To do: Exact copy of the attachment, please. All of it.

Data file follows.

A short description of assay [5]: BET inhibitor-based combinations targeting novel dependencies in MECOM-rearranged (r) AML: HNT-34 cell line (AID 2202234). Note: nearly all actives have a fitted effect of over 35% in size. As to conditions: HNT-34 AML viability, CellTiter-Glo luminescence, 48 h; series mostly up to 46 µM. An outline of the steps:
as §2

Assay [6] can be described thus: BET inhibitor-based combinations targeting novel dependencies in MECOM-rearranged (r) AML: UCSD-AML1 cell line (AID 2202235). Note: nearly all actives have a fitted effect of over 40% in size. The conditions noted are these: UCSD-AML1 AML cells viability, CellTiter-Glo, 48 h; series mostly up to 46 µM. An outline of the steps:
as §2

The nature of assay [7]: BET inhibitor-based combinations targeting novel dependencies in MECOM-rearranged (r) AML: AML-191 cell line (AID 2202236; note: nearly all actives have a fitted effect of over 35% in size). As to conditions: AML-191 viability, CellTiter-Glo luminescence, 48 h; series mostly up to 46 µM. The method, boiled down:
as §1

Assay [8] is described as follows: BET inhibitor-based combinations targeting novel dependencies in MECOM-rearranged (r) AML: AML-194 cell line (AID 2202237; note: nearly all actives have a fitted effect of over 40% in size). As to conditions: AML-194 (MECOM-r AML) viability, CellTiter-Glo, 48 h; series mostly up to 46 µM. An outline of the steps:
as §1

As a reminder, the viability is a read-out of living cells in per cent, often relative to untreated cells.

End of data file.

A short description of assay [5]: BET inhibitor-based combinations targeting novel dependencies in MECOM-rearranged (r) AML: HNT-34 cell line (AID 2202234). Note: nearly all actives have a fitted effect of over 35% in size. As to conditions: HNT-34 AML viability, CellTiter-Glo luminescence, 48 h; series mostly up to 46 µM. An outline of the steps:
as §2

Assay [6] can be described thus: BET inhibitor-based combinations targeting novel dependencies in MECOM-rearranged (r) AML: UCSD-AML1 cell line (AID 2202235). Note: nearly all actives have a fitted effect of over 40% in size. The conditions noted are these: UCSD-AML1 AML cells viability, CellTiter-Glo, 48 h; series mostly up to 46 µM. An outline of the steps:
as §2

The nature of assay [7]: BET inhibitor-based combinations targeting novel dependencies in MECOM-rearranged (r) AML: AML-191 cell line (AID 2202236; note: nearly all actives have a fitted effect of over 35% in size). As to conditions: AML-191 viability, CellTiter-Glo luminescence, 48 h; series mostly up to 46 µM. The method, boiled down:
as §1

Assay [8] is described as follows: BET inhibitor-based combinations targeting novel dependencies in MECOM-rearranged (r) AML: AML-194 cell line (AID 2202237; note: nearly all actives have a fitted effect of over 40% in size). As to conditions: AML-194 (MECOM-r AML) viability, CellTiter-Glo, 48 h; series mostly up to 46 µM. An outline of the steps:
as §1

As a reminder, the viability is a read-out of living cells in per cent, often relative to untreated cells.